3:32 Feb 11th, 2012 | 214 notes
“With all respect, the person who is sitting in the classroom, the person who’s giving back to this economy is me, not my parents.”
9:31 Feb 10th, 2012 | 126 notes
and, related to below:
12:45 Dec 27th, 2011 | 109 notes
"The bunny syringe was patented on January 24, 1967, by Robert L. Smeton of Twentynine Palms, California, based on the strange misconception that this would make children fear needles less, rather than fear bunnies more."
11:27 Dec 6th, 2011 | 13 notes
"The revolution that preceded that one—ours—sprang from the insight that a just government derives its power from the consent of the governed. And if the Occupy movement has accomplished nothing else, it's provided a vehicle for many people to consider whether anyone actually bothered to obtain their consent before eliminating the basic safeguards of democracy. While the media and political professionals fixated on the movement's lack of demands, they missed the real story. It wasn't about demands; it was about diagnosis. The occupations provided a catalyst, but the most interesting conversations haven't taken place in the camps via the human mic. They've happened among the millions of people who found that kids in tents were quite effectively articulating their own sense of abandonment. What comes next is the question that should occupy us in 2012, and beyond."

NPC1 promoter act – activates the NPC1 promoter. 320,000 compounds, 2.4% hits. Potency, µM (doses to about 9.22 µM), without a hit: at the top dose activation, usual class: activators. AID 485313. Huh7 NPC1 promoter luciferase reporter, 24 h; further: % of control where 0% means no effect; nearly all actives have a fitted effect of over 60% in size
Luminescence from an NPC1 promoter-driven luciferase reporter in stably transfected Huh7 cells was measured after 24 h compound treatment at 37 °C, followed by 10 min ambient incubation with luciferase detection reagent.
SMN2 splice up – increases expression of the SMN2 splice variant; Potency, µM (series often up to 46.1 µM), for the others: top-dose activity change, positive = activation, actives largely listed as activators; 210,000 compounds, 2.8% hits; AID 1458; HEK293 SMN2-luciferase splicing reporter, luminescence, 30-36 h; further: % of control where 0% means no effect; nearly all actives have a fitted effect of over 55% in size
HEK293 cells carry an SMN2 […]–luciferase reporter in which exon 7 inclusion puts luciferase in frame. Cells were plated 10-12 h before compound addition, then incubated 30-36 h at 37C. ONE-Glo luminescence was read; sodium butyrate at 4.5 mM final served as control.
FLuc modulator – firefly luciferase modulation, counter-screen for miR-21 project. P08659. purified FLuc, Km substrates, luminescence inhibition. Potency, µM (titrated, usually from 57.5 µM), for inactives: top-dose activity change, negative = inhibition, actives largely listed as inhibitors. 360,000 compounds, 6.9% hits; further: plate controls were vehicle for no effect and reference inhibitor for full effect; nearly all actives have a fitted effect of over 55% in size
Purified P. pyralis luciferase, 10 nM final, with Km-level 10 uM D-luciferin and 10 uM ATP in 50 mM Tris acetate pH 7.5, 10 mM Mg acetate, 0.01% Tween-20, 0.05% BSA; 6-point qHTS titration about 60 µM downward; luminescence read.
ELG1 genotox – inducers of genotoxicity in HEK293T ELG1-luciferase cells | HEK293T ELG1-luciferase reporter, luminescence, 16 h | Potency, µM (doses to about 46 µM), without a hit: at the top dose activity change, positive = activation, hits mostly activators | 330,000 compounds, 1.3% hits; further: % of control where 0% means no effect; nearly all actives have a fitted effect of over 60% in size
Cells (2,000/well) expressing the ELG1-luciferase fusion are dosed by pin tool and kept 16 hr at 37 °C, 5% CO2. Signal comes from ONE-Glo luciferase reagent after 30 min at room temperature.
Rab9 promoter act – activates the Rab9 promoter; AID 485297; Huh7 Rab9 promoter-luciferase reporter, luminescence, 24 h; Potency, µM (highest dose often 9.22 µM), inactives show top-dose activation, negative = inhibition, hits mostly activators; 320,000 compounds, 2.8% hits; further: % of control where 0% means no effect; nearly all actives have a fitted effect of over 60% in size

9:40 Nov 23rd, 2011 | 3 notes
the ever-excellent josh harkinson on the debate over the value of occupying a public space, and what options the occupiers have.
two views of an occupation:
and also interesting, how duarte square would be different from zuccotti:
12:24 Nov 22nd, 2011 | 5 notes
"for a movement that now lacks a single center of gravity, the Occupied Office is playing an increasingly important role"
1:04 Nov 8th, 2011 | 28 notes
"Starting around 1980, which is exactly when income inequality in America started to gap out, savings steadily fell. Fundamentally, what this represents is two things: the rich accumulating most of the gains of economic prosperity while the middle class suffered from sluggish wage growth. The rich couldn't really use that gusher of new money, so for 30 years they loaned it out to the middle class in increasingly Byzantine ways, and the middle class used these loans to sustain the steadily improving lifestyle they had gotten accustomed to. In 2008, this game of musical chairs came to a sudden end and the middle class stopped borrowing. And guess what? The rich still couldn't spend all that extra money. If they could, the savings rate would have stayed low. Instead, it shot up. The middle class was borrowing less, and the rich, left with no customers for their money, couldn't find anything to spend it on either. So now they're saving it."
11:20 Nov 2nd, 2011 | 4 notes
(caption of the day.)
to this i would add, of COURSE it was hatched at a Waffle House. it’s georgia, for goodness’ sake.
11:23 Oct 26th, 2011 | 223 notes